Jimmy Scroggins, lead pastor of Family Church in West Palm Beach, Fla., concluded the Pastors’ Conference with a message entitled “Salt and Light” from Matthew 5:13-16.

In a world rife with sexual abuse scandals, racial conflicts, moral failures and social media quarrels, Scroggins encouraged believers to take responsibility for these issues to strengthen the church’s witness.

“There are things happening in our families, in our churches, in our communities, in our world that are not our fault, but God has made them our responsibility,” Scroggins said. “When Jesus preaches the Sermon on the Mount, He is telling His disciples – and, by extension, He’s telling us – that the broken kingdoms of this world are not all our fault; but showing this world what the Kingdom of heaven looks like is our responsibility.”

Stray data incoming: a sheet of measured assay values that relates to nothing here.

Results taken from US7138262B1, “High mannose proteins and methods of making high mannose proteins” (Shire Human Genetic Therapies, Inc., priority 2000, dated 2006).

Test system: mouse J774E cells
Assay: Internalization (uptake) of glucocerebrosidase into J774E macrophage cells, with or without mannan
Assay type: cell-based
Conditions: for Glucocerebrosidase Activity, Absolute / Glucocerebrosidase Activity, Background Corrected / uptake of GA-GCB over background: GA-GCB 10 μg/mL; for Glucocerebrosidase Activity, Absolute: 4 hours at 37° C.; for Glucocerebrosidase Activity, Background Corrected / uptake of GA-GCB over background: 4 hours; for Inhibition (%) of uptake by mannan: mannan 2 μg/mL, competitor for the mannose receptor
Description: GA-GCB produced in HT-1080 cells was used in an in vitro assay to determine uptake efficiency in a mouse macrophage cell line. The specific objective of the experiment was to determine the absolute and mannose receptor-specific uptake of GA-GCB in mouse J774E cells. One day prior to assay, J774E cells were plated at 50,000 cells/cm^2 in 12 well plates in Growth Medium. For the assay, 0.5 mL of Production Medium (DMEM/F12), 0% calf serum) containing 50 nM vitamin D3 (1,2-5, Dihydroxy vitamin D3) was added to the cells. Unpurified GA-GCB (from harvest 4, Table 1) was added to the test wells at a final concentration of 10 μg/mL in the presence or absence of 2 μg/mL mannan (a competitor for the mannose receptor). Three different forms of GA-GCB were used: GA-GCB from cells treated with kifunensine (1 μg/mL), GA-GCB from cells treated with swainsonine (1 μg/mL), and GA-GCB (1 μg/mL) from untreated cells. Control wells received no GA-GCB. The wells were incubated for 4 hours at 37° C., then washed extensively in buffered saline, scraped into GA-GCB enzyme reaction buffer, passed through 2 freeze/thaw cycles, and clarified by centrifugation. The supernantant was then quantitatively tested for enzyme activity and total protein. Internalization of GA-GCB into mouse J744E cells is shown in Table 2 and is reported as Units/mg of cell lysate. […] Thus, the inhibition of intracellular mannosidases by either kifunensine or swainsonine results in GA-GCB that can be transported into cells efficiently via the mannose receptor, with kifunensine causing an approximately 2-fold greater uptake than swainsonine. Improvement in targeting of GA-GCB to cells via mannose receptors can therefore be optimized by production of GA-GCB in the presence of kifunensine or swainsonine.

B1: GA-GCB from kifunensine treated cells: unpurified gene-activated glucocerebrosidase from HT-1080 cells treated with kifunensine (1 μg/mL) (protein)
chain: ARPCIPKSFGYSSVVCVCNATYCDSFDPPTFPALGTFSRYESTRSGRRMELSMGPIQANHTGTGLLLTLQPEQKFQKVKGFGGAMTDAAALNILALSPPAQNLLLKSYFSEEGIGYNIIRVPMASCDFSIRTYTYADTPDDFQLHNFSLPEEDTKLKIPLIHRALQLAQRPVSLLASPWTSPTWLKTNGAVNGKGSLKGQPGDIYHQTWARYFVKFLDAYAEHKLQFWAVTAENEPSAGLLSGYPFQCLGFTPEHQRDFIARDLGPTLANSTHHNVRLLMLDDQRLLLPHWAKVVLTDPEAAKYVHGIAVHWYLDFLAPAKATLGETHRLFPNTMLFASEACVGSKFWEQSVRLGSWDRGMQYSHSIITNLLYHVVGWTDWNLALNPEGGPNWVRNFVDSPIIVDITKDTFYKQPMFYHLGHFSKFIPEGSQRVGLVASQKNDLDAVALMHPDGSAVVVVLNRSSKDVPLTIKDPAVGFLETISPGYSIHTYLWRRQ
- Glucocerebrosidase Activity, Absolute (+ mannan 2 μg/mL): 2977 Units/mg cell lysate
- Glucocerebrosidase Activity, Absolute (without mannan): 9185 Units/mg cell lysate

Expositing Jesus’ instructions to His disciples to be salt and light, Scroggins shared two specific points. First, “we have to be gritty enough to make a difference.”

“We have to be gritty difference-makers,” Scroggins said, noting the grittiness of salt. “But we can’t be gritty difference-makers unless we actually care.”

Second, Scroggins said, “we have to be winsome enough to win some.” Noting that a city on a hill draws people in, Scoggins explained that churches must be welcoming, hospitable and places of safety and refuge.

“We’re to be the lighted up city in this world where the salty people live,” he said, “welcoming people … to come and get water that will make them live, welcoming people to come get bread that will make them satisfied, welcoming people to come out of the dark and see, welcoming people to come out of the grave and come alive.”